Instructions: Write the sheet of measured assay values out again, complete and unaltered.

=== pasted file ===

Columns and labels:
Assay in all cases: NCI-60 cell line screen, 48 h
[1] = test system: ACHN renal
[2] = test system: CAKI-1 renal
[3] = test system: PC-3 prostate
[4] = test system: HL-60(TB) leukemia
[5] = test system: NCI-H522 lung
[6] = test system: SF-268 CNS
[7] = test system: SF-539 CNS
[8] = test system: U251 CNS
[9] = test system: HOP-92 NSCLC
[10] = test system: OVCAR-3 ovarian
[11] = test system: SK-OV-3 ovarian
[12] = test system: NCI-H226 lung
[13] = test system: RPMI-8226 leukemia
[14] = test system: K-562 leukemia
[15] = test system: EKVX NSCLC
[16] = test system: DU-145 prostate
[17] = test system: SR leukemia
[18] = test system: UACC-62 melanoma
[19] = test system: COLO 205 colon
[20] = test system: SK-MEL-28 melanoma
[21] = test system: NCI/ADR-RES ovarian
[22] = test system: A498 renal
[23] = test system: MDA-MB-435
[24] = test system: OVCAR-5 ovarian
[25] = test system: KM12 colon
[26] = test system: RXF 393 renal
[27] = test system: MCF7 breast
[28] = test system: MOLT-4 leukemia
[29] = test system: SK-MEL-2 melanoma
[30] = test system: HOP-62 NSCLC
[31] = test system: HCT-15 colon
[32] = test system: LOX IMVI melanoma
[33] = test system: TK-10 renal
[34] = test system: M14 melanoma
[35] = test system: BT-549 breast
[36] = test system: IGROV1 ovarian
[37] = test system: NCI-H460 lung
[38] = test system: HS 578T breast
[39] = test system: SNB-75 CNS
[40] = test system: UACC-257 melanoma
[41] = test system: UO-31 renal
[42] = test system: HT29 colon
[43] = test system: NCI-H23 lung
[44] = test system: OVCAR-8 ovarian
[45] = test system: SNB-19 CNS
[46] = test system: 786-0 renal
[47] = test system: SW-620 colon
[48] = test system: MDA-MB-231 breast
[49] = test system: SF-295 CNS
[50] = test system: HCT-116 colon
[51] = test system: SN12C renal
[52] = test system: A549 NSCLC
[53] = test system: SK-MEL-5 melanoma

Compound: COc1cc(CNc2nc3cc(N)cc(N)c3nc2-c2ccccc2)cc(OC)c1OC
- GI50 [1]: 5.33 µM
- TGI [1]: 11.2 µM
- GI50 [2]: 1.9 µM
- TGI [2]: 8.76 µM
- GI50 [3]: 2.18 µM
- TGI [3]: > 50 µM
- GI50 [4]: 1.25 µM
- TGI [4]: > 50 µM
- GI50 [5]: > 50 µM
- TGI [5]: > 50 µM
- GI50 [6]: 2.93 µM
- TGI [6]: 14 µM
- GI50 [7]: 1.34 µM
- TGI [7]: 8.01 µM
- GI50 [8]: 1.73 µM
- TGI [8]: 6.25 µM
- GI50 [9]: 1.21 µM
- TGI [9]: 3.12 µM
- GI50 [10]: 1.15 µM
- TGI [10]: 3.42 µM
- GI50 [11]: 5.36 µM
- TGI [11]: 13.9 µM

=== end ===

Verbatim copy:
Columns and labels:
Assay in all cases: NCI-60 cell line screen, 48 h
[1] = test system: ACHN renal
[2] = test system: CAKI-1 renal
[3] = test system: PC-3 prostate
[4] = test system: HL-60(TB) leukemia
[5] = test system: NCI-H522 lung
[6] = test system: SF-268 CNS
[7] = test system: SF-539 CNS
[8] = test system: U251 CNS
[9] = test system: HOP-92 NSCLC
[10] = test system: OVCAR-3 ovarian
[11] = test system: SK-OV-3 ovarian
[12] = test system: NCI-H226 lung
[13] = test system: RPMI-8226 leukemia
[14] = test system: K-562 leukemia
[15] = test system: EKVX NSCLC
[16] = test system: DU-145 prostate
[17] = test system: SR leukemia
[18] = test system: UACC-62 melanoma
[19] = test system: COLO 205 colon
[20] = test system: SK-MEL-28 melanoma
[21] = test system: NCI/ADR-RES ovarian
[22] = test system: A498 renal
[23] = test system: MDA-MB-435
[24] = test system: OVCAR-5 ovarian
[25] = test system: KM12 colon
[26] = test system: RXF 393 renal
[27] = test system: MCF7 breast
[28] = test system: MOLT-4 leukemia
[29] = test system: SK-MEL-2 melanoma
[30] = test system: HOP-62 NSCLC
[31] = test system: HCT-15 colon
[32] = test system: LOX IMVI melanoma
[33] = test system: TK-10 renal
[34] = test system: M14 melanoma
[35] = test system: BT-549 breast
[36] = test system: IGROV1 ovarian
[37] = test system: NCI-H460 lung
[38] = test system: HS 578T breast
[39] = test system: SNB-75 CNS
[40] = test system: UACC-257 melanoma
[41] = test system: UO-31 renal
[42] = test system: HT29 colon
[43] = test system: NCI-H23 lung
[44] = test system: OVCAR-8 ovarian
[45] = test system: SNB-19 CNS
[46] = test system: 786-0 renal
[47] = test system: SW-620 colon
[48] = test system: MDA-MB-231 breast
[49] = test system: SF-295 CNS
[50] = test system: HCT-116 colon
[51] = test system: SN12C renal
[52] = test system: A549 NSCLC
[53] = test system: SK-MEL-5 melanoma

Compound: COc1cc(CNc2nc3cc(N)cc(N)c3nc2-c2ccccc2)cc(OC)c1OC
- GI50 [1]: 5.33 µM
- TGI [1]: 11.2 µM
- GI50 [2]: 1.9 µM
- TGI [2]: 8.76 µM
- GI50 [3]: 2.18 µM
- TGI [3]: > 50 µM
- GI50 [4]: 1.25 µM
- TGI [4]: > 50 µM
- GI50 [5]: > 50 µM
- TGI [5]: > 50 µM
- GI50 [6]: 2.93 µM
- TGI [6]: 14 µM
- GI50 [7]: 1.34 µM
- TGI [7]: 8.01 µM
- GI50 [8]: 1.73 µM
- TGI [8]: 6.25 µM
- GI50 [9]: 1.21 µM
- TGI [9]: 3.12 µM
- GI50 [10]: 1.15 µM
- TGI [10]: 3.42 µM
- GI50 [11]: 5.36 µM
- TGI [11]: 13.9 µM